The Battle For Short In Miami

Now that Miami has signed shortstop Jose Reyes, Marlins shortstop Hanley Ramirez may demand a trade.

Josh Helmuthby Josh Helmuth

Uh oh. Stop the press. Could it be? Is it possible that someone would actually want to leave South Beach? Even with a new ballpark and manager, the signing of Jose Reyes might have already caused quite a negative stir in Miami due to the un-satisfaction of their star player, Hanley Ramirez. I can’t say I am surprised.

Last month I predicted the Marlins would sign Reyes and that Hanley Ramirez would probably want a trade shortly following. Right now I’m one for two, and soon I could make good on that prediction 100%.

Quickly following the Reyes announcement, I was surprised to read that Ramirez was planning on moving to third base. It seemed significantly too easy, especially from a player that had so much trouble with management and the clubhouse last season. After all the shenanigans during 2011, I found it hard to believe that Hanley would feel so comfortable switching spots, especially since it would essentially be a hit to his ever-so-soft ego by giving up his spot to an arguably better player who won the battle title last year. Looks like it may have been the Marlins front office speaking on his behalf.

Although the Marlins are knocking down all the rumors, reports are swirling that Ramirez not only wants a trade, but that he won’t leave the shortstop position.

The only piece of evidence that we can conclude anything from as of right now is Hanley’s conspicuous Twitter update that read “What I am gonna do is work hard and get ready for next season because that is the only thing I can control.” Not a negative statement by any means. However, it’s obvious this statement isn’t a beam of  glimmering hope either.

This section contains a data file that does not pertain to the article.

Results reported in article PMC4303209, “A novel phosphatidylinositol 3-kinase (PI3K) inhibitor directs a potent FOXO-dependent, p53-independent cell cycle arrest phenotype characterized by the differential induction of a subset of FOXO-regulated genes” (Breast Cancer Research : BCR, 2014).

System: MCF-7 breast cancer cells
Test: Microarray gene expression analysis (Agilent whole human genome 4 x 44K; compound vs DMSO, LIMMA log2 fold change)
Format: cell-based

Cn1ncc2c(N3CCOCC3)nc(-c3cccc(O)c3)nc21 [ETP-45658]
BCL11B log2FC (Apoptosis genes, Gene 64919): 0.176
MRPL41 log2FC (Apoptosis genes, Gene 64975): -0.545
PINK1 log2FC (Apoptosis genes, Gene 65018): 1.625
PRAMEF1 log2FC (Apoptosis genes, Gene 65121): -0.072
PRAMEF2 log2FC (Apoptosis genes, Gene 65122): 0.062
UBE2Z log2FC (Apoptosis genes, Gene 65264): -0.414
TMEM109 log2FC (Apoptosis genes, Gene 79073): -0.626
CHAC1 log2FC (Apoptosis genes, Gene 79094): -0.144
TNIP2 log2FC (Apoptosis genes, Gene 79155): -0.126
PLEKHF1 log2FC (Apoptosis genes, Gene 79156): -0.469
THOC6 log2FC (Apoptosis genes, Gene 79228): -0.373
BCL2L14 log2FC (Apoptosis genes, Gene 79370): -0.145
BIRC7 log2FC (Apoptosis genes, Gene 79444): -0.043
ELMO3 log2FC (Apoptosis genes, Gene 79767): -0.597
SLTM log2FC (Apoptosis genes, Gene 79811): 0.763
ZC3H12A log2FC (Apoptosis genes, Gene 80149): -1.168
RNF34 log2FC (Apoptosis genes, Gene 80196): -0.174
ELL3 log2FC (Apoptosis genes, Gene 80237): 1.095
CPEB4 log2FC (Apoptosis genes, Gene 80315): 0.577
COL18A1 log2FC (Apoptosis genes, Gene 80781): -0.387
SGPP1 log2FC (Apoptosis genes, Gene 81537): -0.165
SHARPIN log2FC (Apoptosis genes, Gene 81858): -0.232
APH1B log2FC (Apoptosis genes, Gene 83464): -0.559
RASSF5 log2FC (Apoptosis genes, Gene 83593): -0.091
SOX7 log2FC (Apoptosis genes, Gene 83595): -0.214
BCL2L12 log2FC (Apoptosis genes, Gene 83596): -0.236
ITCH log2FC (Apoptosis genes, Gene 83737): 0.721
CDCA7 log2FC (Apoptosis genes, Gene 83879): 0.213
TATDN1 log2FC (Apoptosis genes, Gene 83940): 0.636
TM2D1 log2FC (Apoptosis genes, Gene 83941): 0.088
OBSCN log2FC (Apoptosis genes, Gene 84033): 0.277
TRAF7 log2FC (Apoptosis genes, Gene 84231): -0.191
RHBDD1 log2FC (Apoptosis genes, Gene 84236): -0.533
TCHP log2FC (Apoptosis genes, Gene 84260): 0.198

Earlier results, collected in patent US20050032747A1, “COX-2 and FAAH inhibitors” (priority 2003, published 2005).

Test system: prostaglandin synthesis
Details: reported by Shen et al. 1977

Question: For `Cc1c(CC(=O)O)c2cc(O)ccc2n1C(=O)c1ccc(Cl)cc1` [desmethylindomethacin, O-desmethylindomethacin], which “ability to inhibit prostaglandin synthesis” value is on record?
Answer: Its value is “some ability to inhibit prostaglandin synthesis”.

So what happens if Hanley demands a trade? Who are the suitors? Even though Hanley only hit .243 last year during an injury plagued, and apathetic season, he could very well be in line for a huge bounce-back year, given he plays under the right people (yes, I’m saying it. He needs a father figure around). Hanley is a career .306 hitter and averages around 25 home runs to go along with speed amongst the base paths.

The only teams with shortstop openings that could possibly afford the former MVP candidate include the Brewers, Cardinals, Giants, Mariners and Reds. All of them I could see signing him, especially the Brewers. Milwaukee will most likely lose Fielder and they have no one at shortstop after letting go Yuniesky Betancourt. And if the Cardinals lose Pujols they will have a ton of cap room. A TON.

Don’t be shocked if we see Hanley Ramirez in a new uniform by March. Don’t be stunned to see him in the NL central. And be a little surprised if he stays a Marlin.

 

Photo Credit: ASSOCIATED PRESS